Allen Johnson, a professor of sociology at Hartford College, argues in his article “Patriarchy, the System,” that when demonstrating that gender oppression exists, “we don’t have to show that men are villains, that women are good-hearted victims, that women don’t participate in their oppression, or that men never oppose it” (Johnson 2009: 100); in an oppressive society, “people who grow up and live in it will tend to accept, identify with, and participate in it as ‘normal’ and unremarkable life” (Johnson 2009: 100). In a patriarchal system, Johnson argues, there are only two recognized, distinct genders; heterosexuality is considered “natural”; and that
“because men neither bear nor breast-feed children, they cannot feel a compelling bodily connection to them; that on some level every woman, whether heterosexual or lesbian, wants a ‘real man’ who knows how to ‘take charge of things,’ including her; that females can’t be trusted, especially when they’re menstruating or accusing men of sexual misconduct.” (Johnson 2009: 102)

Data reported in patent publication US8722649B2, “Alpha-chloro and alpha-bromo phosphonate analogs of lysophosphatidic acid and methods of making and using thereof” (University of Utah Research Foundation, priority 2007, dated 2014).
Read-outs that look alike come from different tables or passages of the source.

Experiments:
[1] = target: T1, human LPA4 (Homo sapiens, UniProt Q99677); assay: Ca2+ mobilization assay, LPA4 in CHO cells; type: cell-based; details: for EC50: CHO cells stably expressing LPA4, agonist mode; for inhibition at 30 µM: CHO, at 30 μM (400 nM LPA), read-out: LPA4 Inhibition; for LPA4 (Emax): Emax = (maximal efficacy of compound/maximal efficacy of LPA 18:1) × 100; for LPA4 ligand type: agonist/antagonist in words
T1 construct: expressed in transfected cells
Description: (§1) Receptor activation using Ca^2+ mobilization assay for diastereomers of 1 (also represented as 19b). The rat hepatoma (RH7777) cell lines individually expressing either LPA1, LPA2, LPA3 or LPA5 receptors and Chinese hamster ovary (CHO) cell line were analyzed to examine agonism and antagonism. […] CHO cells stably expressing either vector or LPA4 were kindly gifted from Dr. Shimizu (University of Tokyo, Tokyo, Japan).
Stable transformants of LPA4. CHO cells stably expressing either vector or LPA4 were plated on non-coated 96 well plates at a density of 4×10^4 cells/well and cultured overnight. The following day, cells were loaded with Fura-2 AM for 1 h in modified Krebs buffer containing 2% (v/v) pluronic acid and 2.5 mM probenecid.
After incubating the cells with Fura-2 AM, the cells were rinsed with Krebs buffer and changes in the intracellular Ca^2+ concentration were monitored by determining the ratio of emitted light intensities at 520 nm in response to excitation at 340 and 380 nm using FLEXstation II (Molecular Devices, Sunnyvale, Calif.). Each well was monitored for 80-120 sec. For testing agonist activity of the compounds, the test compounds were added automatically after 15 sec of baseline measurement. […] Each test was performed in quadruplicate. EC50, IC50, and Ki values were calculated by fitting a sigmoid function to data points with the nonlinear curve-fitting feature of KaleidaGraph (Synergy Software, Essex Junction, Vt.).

Anything that challenges these notions and beliefs creates unrest, confusion, and upset in a society.
Estelle Disch, the editor of the anthology, Reconstructing Gender, notes that “because gender is a socialized aspect of life rather than a purely genetic/biological one, and because it is largely ‘socially constructed’ rather than instinctual, there is flexibility in how it is expressed” (Disch 2009: 107).
Judith Lorber claims in her article, “The Social Construction of Gender,” that gender has become so socialized in our culture (e.g., from the moment we are born, we are determined to be ‘male’ or ‘female’ and wrapped in pink or blue accordingly) and that the signs and signals for gender “are so ubiquitous that we usually fail to notice them — unless they are missing or ambiguous” (Lorber 2009: 113). When society is confronted with individuals who do not conform to these standards, who do not match up with expectations—which is ultimately the essence of people who are transgender, who cannot identify as male or female in either term’s cultural context—it marginalizes these subgroups, establishing social, legislative, and judicial discrimination.
Interestingly, our society’s gender binaries do not match up with our biological truths. Disch points out this inconsistency, stating that “although the genes that determine sex come in several combinations … and although the hormonal makeup and physical characteristics of human beings fall along a continuum” with masculine and feminine at opposite ends, leaving between the two gender poles “many combinations and permutations that define one’s biological sex, the social contexts in which infants are assigned a gender do not allow for more than two categories in mainstream U.S. Society” (Disch 2009: 107).